CSCE 3193, Programming Paradigms, Spring 2017

Course Description:

Programming in different paradigms with emphasis on object oriented programming, network programming, and event driven programming. Other major topics include concurrency, survey of programming languages, functional programming, exception handling, debugging skills, and good programming practices.


CSCE 2014


(The book is recommended, but not required for the class)

Paul Deitel & Harvey Deitel, How to Program, 9e , Prentice Hall, 2012.

Course learning outcomes

The students should be able to program in a variety of languages representative of different paradigms, e.g., object-oriented, functional, client-server, etc. The students should have a better understanding of how programming languages differ and how they are similar.


The following weightings will be used to determine points in this class:

Exams: 40%
Assignments: 60%

Final grades will be determined by the percentage of points earned within the following intervals:

A: [90%, 100%]
B: [80%, 90%)
C: [70%, 80%)
D: [60%, 70%)
F: [0%, 60%)

3 exams are planned. Each will carry equal weight. Students should plan to spend an average of 8-12 hours per week on assignments, depending mostly on programming proficiency. Assigned work may not be evenly distributed throughout the semester, so students should plan accordingly. Students are expected to learn the skills they demonstrate in the programming assignments, as opposed to performing them only once. To enforce this, points awarded for the completion of an assignment will be considered tentative until the student demonstrates proficiency with corresponding skills on subsequent exams. When students demonstrates a lack of proficiency at a particular skill on any exam, the instructor will retroactively reduce the scores of programming assignments that require the skill.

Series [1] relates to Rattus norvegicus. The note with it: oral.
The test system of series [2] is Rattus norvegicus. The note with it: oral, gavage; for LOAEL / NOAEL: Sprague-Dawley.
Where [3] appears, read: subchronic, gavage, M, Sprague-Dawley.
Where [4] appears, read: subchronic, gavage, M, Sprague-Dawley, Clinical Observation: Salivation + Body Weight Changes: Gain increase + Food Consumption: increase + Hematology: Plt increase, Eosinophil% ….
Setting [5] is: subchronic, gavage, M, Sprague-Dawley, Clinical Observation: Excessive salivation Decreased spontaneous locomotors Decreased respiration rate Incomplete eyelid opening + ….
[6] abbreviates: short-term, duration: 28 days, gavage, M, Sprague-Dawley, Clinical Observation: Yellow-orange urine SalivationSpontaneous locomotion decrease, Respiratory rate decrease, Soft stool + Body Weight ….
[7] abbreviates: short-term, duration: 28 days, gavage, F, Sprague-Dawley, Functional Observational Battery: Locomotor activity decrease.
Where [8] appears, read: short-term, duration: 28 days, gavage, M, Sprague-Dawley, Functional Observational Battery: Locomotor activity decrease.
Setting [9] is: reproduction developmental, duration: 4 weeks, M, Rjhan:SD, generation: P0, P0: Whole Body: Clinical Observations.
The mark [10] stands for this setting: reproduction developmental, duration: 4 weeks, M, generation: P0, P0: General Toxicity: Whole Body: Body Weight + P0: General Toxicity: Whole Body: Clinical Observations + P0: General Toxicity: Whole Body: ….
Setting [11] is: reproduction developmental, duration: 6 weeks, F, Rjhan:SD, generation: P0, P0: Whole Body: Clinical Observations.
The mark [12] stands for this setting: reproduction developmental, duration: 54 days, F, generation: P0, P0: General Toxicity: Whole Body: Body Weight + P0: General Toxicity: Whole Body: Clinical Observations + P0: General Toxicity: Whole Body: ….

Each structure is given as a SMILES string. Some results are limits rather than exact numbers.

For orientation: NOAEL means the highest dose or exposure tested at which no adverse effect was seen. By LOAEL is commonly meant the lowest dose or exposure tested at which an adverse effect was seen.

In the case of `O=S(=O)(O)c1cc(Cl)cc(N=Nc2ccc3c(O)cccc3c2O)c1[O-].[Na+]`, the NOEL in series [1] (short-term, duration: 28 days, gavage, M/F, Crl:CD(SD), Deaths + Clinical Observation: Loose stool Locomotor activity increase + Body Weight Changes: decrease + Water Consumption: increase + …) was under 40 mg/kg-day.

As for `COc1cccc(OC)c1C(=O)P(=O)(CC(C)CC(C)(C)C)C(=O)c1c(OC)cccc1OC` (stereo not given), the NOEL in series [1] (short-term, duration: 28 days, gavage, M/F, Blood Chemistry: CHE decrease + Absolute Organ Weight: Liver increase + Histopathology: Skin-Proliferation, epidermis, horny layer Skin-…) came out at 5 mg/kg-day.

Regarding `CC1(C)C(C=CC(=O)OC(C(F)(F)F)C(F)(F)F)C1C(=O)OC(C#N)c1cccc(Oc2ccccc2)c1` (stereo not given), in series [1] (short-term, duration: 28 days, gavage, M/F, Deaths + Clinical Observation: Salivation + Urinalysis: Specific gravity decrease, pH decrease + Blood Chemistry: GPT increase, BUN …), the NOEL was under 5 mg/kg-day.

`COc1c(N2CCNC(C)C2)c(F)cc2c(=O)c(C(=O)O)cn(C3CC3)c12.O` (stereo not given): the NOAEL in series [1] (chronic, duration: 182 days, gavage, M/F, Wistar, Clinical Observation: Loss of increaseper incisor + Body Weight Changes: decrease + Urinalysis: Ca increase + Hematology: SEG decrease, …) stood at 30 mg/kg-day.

Late and incomplete work:

Most assignments require implementing certain functionality in code. Achieving partial functionality does not entitle one to partial credit. If your code does not work as expected, you will be asked to fix it. No assignment will be accepted until it correctly implements the assigned functionality. You may resubmit as many times as you like. Per university policy, no work will be accepted after the last day of class, even if it is submitted before the final exam. Late work will be penalized by an absolute 3% for each day late (including holidays, weekends, etc.) up to a maximum late penalty of 40% per assignment. A project is considered one day late if it is submitted as little as one second after the deadline (or as much as 23.99 hours after the deadline).

Every semester, someone experiences some sort of hardware failure. Students can adapt by working in the programming laboratories. They can prepare by making backup copies of their work on a thumb drive or Internet drive. They can also ask me to send to them copies of their previous submissions. So, hardware failures do not generally justify much leniency. You have been warned.

Academic Misconduct:

As a core part of its mission, the University of Arkansas provides students with the opportunity to further their educational goals through programs of study and research in an environment that promotes freedom of inquiry and academic responsibility. Accomplishing this mission is only possible when intellectual honesty and individual integrity prevail. Each University of Arkansas student is required to be familiar with and abide by the University's `Academic Integrity Policy' at Students with questions about how these policies apply to a particular course or assignment should immediately contact their instructor.